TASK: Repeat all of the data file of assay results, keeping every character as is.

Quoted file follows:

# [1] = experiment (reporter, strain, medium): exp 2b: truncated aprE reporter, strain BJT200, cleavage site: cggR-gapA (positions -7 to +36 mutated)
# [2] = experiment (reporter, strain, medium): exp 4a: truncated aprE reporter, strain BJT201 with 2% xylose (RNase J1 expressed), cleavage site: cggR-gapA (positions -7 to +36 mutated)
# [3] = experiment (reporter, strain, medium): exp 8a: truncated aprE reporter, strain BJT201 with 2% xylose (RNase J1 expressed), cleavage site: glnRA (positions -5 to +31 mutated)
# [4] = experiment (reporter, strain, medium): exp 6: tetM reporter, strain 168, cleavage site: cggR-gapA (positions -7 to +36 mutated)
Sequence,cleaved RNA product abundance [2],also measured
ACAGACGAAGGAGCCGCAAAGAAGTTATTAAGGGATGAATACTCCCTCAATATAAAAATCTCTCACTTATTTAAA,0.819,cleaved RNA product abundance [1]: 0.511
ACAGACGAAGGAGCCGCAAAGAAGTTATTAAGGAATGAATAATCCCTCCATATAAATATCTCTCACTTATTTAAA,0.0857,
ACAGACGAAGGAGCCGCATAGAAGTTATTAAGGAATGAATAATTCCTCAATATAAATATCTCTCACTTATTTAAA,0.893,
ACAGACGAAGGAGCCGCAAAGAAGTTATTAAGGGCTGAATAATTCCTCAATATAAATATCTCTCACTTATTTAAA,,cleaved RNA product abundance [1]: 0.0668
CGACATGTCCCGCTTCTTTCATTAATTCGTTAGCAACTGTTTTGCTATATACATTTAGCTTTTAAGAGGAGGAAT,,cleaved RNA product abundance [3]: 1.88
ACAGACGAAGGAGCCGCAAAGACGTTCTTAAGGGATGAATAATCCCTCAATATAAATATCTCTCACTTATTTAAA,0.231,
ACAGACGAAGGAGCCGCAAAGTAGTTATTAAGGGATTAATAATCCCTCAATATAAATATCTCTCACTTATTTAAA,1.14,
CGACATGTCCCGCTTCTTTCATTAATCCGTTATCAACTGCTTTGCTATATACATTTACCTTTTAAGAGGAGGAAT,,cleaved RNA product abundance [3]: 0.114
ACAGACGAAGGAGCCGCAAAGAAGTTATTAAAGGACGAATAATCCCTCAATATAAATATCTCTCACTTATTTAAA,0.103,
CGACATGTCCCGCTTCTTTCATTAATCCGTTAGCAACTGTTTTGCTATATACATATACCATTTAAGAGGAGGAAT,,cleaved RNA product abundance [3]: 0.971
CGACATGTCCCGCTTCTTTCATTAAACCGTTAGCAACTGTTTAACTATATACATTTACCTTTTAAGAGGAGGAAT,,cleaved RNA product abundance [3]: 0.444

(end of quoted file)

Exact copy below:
# [1] = experiment (reporter, strain, medium): exp 2b: truncated aprE reporter, strain BJT200, cleavage site: cggR-gapA (positions -7 to +36 mutated)
# [2] = experiment (reporter, strain, medium): exp 4a: truncated aprE reporter, strain BJT201 with 2% xylose (RNase J1 expressed), cleavage site: cggR-gapA (positions -7 to +36 mutated)
# [3] = experiment (reporter, strain, medium): exp 8a: truncated aprE reporter, strain BJT201 with 2% xylose (RNase J1 expressed), cleavage site: glnRA (positions -5 to +31 mutated)
# [4] = experiment (reporter, strain, medium): exp 6: tetM reporter, strain 168, cleavage site: cggR-gapA (positions -7 to +36 mutated)
Sequence,cleaved RNA product abundance [2],also measured
ACAGACGAAGGAGCCGCAAAGAAGTTATTAAGGGATGAATACTCCCTCAATATAAAAATCTCTCACTTATTTAAA,0.819,cleaved RNA product abundance [1]: 0.511
ACAGACGAAGGAGCCGCAAAGAAGTTATTAAGGAATGAATAATCCCTCCATATAAATATCTCTCACTTATTTAAA,0.0857,
ACAGACGAAGGAGCCGCATAGAAGTTATTAAGGAATGAATAATTCCTCAATATAAATATCTCTCACTTATTTAAA,0.893,
ACAGACGAAGGAGCCGCAAAGAAGTTATTAAGGGCTGAATAATTCCTCAATATAAATATCTCTCACTTATTTAAA,,cleaved RNA product abundance [1]: 0.0668
CGACATGTCCCGCTTCTTTCATTAATTCGTTAGCAACTGTTTTGCTATATACATTTAGCTTTTAAGAGGAGGAAT,,cleaved RNA product abundance [3]: 1.88
ACAGACGAAGGAGCCGCAAAGACGTTCTTAAGGGATGAATAATCCCTCAATATAAATATCTCTCACTTATTTAAA,0.231,
ACAGACGAAGGAGCCGCAAAGTAGTTATTAAGGGATTAATAATCCCTCAATATAAATATCTCTCACTTATTTAAA,1.14,
CGACATGTCCCGCTTCTTTCATTAATCCGTTATCAACTGCTTTGCTATATACATTTACCTTTTAAGAGGAGGAAT,,cleaved RNA product abundance [3]: 0.114
ACAGACGAAGGAGCCGCAAAGAAGTTATTAAAGGACGAATAATCCCTCAATATAAATATCTCTCACTTATTTAAA,0.103,
CGACATGTCCCGCTTCTTTCATTAATCCGTTAGCAACTGTTTTGCTATATACATATACCATTTAAGAGGAGGAAT,,cleaved RNA product abundance [3]: 0.971
CGACATGTCCCGCTTCTTTCATTAAACCGTTAGCAACTGTTTAACTATATACATTTACCTTTTAAGAGGAGGAAT,,cleaved RNA product abundance [3]: 0.444